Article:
Warning North Korea from its doorstep, President Barack Obama said Pyongyang risks deepening its isolation in the international community if it proceeds with a planned long-range rocket launch.
“North Korea will achieve nothing by threats or provocations,” Mr. Obama said during a news conference on Sunday in Seoul, South Korea, where he was to attend a nuclear security summit.
Mr. Obama spoke fresh off his first visit to the tense Demilitarised Zone, the heavily patrolled no man's land between North and South Korea, where he peered long and hard at the isolated North.
“It's like you're in a time warp,” Mr. Obama said. “It's like you're looking across 50 years into a country that has missed 40 years or 50 years of progress.”
From the DMZ, Mr. Obama returned to Seoul for a private meeting with South Korean President Lee Myung-bak. Both leaders warned there would be consequences if North Korea proceeds with its plans to launch a satellite using a long-range rocket next month, a move the U.S. and other powers say would violate a U.N. ban on nuclear and missile activity because the same technology could be used for long-range missiles.
Mr. Obama said the launch would jeopardise a deal for the U.S. to resume stalled food aid to North Korea and may result in the tightening of harsh economic sanctions on the already-impoverished nation.
Mr. Obama offered a blunt assessment of China's role in controlling North Korea's belligerent actions, saying that its approach over the past decades has failed to alter North Korea's behaviour. Mr. Obama was scheduled to meet with Chinese President Hu Jintao on Monday, and his comments appeared to preview his message to the Chinese leader.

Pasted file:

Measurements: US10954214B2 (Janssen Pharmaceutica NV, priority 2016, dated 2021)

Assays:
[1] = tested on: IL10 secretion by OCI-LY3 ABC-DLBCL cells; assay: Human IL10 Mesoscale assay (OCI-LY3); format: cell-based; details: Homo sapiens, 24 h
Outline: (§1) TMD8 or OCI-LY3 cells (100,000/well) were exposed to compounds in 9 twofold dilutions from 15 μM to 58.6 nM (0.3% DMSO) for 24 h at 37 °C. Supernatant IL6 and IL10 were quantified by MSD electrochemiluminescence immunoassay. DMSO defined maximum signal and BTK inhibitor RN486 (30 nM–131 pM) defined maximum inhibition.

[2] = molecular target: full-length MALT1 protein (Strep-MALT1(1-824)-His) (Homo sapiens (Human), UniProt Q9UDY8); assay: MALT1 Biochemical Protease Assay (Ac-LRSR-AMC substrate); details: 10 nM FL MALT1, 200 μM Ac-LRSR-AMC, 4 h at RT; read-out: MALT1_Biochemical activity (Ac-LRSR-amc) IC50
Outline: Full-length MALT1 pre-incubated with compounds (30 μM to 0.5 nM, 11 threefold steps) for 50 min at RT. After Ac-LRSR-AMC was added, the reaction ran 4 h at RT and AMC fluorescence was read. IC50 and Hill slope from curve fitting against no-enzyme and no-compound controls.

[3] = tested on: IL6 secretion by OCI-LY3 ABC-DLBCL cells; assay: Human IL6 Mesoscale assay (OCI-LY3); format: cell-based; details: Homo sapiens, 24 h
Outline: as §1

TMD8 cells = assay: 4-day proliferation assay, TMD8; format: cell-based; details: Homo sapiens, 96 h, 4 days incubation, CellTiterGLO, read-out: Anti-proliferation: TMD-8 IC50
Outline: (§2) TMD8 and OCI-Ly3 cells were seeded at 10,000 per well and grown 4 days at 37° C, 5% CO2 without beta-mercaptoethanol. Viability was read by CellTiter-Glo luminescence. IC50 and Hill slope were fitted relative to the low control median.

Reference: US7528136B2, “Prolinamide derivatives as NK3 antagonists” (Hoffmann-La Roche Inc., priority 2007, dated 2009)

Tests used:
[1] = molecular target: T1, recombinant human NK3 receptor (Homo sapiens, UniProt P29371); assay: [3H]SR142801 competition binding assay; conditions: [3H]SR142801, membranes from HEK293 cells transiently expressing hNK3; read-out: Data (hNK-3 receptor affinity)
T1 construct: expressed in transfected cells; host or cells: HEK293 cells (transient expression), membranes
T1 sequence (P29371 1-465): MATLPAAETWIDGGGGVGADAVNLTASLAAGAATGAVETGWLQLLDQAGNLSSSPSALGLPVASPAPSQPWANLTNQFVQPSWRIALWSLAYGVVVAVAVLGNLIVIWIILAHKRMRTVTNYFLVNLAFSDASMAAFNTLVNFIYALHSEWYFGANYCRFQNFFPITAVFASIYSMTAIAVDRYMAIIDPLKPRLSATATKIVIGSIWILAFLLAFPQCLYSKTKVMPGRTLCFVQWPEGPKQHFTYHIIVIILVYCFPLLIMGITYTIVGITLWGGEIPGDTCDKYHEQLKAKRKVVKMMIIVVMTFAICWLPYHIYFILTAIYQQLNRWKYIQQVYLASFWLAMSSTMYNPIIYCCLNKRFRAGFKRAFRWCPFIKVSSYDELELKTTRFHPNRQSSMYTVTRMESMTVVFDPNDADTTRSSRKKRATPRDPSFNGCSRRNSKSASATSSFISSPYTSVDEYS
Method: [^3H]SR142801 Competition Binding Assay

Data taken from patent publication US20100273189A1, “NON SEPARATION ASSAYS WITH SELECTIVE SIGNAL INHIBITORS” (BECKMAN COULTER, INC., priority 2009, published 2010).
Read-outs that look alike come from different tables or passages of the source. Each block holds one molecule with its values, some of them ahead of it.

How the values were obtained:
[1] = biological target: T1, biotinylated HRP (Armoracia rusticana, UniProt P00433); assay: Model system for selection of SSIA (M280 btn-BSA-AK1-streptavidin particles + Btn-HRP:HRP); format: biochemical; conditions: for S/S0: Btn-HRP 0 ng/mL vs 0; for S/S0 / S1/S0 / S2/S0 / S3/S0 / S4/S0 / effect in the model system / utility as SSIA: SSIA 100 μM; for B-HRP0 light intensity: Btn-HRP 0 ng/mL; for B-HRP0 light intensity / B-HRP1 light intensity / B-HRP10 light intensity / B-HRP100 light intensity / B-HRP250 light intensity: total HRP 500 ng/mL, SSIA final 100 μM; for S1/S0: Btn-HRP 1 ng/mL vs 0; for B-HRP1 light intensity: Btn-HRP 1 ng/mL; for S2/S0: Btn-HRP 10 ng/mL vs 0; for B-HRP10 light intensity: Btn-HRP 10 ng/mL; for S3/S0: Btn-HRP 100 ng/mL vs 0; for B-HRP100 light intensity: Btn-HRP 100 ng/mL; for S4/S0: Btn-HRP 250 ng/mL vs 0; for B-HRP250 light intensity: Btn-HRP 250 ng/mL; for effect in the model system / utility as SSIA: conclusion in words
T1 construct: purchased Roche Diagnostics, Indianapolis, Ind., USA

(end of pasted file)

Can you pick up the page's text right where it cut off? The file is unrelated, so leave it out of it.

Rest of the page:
“What I've said to them consistently is rewarding bad behaviour, turning a blind eye to deliberate provocations, trying to paper over these not just provocative words but extraordinarily provocative acts that violate international norms, that that's not obviously working,” Mr. Obama said.
Mr. Obama conceded that China, as North Korea's northern neighbour, worries about the ramifications of instability in North Korea. But he held out China as an example of economic success, an achievement, Mr. Obama said, that it reached by “abandoning some of the practices that North Korea still clings to”.
North Korea had appeared close to returning to talks this spring.
The United States offered long-sought food aid in February in return for North Korea's agreement to freeze uranium enrichment and allow in U.N. inspectors. The North also agreed to a moratorium on long-range missile and nuclear tests.
Mr. Obama's visit takes place as North Koreans mark the end of the 100-day mourning period for longtime leader Kim Jong-il, who died of a heart attack in December. Since Kim's death, son Kim Jong-un has been paying a series of high-profile visits to military units and made his own trip to the “peace village” of Panmunjom inside the DMZ earlier this month.